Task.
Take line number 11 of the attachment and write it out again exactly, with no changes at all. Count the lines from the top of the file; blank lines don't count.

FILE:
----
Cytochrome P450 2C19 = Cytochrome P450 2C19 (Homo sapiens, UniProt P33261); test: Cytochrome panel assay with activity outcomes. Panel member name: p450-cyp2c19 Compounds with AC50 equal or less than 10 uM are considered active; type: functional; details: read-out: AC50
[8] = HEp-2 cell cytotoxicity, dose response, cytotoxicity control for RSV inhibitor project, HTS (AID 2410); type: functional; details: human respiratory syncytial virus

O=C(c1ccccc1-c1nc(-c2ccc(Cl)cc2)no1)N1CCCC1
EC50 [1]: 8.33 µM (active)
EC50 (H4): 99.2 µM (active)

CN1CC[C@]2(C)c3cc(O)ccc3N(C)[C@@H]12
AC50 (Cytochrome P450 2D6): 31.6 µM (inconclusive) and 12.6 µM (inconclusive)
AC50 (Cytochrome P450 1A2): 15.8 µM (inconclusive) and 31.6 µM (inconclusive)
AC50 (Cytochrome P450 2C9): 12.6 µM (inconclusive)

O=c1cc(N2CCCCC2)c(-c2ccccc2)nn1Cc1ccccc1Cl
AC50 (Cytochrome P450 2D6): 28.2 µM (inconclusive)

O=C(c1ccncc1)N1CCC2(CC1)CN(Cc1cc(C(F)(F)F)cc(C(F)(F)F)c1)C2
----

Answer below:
AC50 (Cytochrome P450 2D6): 28.2 µM (inconclusive)